[pahy-i-tiz-uh m] /ˈpaɪ ɪˌtɪz əm/
a movement, originating in the Lutheran Church in Germany in the 17th century, that stressed personal piety over religious formality and orthodoxy.
the principles and practices of the Pietists.
(lowercase) intensity of religious devotion or feeling.
(lowercase) exaggeration or affectation of piety.
a less common word for piety
excessive, exaggerated, or affected piety or saintliness
(history) a reform movement in the German Lutheran Churches during the 17th and 18th centuries that strove to renew the devotional ideal
also Pietism, 1690s, from German Pietismus, originally applied in derision to the movement to revive personal piety in the Lutheran Church, begun in Frankfurt c.1670 by Philipp Jakob Spener (1635-1705). See piety + -ism.
[pee-ter-mar-its-burg] /ˌpi tərˈmær ɪtsˌbɜrg/ noun 1. a city in and the capital of Natal province, in the E Republic of South Africa. [nuh-tal, -tahl; for 2 also Portuguese nuh-tawl] /nəˈtæl, -ˈtɑl; for 2 also Portuguese nəˈtɔl/ noun 1. a province in the E part of the Republic of South Africa. 35,284 sq. mi. (91,886 sq. […]
- Pieter hooch
[hooch; Dutch hohkh] /hutʃ; Dutch hoʊx/ noun 1. Pieter de [pee-ter duh;; Dutch pee-tuh r duh] /ˈpi tər də;; Dutch ˈpi tər də/ (Show IPA), 1629?–88? Dutch painter. /huːtʃ/ noun 1. (informal, mainly US & Canadian) alcoholic drink, esp illicitly distilled spirits /huːtʃ; Dutch hoːx/ noun 1. Pieter de (ˈpiːtər də). 1629–?1684, Dutch genre painter, […]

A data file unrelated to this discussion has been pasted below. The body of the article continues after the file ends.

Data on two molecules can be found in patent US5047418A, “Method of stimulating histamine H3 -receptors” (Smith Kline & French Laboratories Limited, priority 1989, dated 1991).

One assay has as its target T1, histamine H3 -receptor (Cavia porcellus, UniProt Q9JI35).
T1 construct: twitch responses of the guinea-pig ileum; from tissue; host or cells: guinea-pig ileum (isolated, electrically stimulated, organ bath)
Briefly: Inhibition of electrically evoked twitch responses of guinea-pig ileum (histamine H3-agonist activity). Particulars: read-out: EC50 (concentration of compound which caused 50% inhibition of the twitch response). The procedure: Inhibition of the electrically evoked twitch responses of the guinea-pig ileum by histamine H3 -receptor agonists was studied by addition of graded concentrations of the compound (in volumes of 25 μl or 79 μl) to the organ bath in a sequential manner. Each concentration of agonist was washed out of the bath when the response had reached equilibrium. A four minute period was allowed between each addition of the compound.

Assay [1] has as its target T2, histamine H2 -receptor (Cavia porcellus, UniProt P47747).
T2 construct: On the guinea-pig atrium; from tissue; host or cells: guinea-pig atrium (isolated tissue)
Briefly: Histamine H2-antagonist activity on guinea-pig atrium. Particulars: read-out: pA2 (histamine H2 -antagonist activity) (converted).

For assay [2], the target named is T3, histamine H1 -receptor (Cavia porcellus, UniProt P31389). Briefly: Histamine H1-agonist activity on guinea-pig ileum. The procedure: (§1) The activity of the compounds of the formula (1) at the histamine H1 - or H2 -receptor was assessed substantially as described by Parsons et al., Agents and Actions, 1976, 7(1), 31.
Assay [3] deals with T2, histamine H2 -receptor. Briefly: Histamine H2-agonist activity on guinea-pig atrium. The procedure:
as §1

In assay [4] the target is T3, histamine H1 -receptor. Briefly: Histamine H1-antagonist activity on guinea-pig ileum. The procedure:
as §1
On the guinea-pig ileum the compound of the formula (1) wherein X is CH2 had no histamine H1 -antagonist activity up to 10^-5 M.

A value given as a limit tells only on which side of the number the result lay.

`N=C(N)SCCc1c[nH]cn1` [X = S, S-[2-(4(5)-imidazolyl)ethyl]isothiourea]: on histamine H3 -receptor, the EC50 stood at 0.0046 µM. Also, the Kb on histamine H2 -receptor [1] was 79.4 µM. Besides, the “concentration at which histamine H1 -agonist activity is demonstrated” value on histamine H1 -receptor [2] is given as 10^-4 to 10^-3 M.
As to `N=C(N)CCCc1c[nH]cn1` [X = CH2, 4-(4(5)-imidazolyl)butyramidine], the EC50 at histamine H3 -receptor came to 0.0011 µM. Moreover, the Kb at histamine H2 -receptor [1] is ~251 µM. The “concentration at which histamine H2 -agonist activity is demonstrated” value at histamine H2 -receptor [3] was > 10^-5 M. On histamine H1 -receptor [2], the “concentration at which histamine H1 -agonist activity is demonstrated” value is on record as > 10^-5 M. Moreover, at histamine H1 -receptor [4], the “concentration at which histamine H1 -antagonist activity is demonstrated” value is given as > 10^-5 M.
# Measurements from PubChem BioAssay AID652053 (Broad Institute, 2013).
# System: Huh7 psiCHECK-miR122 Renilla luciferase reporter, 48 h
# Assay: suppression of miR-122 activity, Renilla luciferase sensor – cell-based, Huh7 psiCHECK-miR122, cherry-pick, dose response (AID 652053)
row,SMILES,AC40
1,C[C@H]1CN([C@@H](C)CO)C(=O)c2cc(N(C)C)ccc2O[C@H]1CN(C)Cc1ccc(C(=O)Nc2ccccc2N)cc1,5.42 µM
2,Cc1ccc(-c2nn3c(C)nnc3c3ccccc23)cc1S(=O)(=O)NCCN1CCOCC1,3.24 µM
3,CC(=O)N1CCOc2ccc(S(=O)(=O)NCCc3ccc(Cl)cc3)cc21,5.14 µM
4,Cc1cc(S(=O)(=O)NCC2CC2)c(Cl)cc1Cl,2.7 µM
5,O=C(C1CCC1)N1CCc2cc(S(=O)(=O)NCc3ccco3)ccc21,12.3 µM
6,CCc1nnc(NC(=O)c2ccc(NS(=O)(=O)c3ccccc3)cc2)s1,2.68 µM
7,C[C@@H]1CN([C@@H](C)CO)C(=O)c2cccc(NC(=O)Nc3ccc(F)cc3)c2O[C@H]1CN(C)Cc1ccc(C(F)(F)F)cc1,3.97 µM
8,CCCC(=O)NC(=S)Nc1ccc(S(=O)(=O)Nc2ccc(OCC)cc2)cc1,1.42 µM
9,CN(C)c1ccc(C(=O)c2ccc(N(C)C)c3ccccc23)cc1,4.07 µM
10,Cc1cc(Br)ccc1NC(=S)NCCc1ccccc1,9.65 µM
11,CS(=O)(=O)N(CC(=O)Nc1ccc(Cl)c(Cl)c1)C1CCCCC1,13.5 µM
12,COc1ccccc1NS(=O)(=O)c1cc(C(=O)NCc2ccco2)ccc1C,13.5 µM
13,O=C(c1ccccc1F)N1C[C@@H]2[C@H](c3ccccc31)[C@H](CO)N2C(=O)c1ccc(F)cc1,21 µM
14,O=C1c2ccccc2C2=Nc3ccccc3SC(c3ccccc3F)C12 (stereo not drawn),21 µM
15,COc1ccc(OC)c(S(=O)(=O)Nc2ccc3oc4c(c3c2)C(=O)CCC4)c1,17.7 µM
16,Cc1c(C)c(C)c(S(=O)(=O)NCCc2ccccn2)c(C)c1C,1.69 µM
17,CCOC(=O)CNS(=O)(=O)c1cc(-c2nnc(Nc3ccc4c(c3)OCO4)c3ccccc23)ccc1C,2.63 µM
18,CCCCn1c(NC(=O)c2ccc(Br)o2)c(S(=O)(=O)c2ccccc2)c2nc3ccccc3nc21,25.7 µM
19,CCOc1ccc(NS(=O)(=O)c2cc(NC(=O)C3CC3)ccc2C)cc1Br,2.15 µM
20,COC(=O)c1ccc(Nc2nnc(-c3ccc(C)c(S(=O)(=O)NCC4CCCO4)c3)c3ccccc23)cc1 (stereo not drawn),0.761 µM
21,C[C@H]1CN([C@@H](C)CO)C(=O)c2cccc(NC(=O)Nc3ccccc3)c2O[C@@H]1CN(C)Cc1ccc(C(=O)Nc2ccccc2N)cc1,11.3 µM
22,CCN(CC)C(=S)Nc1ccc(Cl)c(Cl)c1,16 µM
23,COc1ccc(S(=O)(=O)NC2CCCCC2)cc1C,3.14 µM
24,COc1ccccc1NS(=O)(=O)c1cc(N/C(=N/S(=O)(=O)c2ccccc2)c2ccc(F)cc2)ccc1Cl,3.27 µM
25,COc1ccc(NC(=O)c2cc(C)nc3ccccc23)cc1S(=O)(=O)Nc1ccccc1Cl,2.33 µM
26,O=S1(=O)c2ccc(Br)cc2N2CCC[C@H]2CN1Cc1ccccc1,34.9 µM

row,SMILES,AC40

[pahy-i-tas] /ˈpaɪ ɪˌtæs/ noun 1. the ancient Roman personification of familial affection, patriotism, and piety. [pee-ey-tah, pyey-tah, pee-ey-tuh, pyey-] /ˌpi eɪˈtɑ, pyeɪˈtɑ, piˈeɪ tə, ˈpyeɪ-/ noun, (sometimes lowercase) Fine Arts. 1. a representation of the Virgin Mary mourning over the body of the dead Christ, usually shown held on her lap. /pɪɛˈtɑː/ noun 1. a […]
[pig-pen] /ˈpɪgˌpɛn/ noun 1. a for keeping . 2. a filthy or untidy place: This kitchen is a pigpen. /ˈpɪɡˌpɛn/ noun (US & Canadian) 1. a pen for pigs; sty 2. a dirty or untidy place noun (also pigsty) Any filthy, littered place: His room’s a pigpen (1872+; 1820+ pigsty)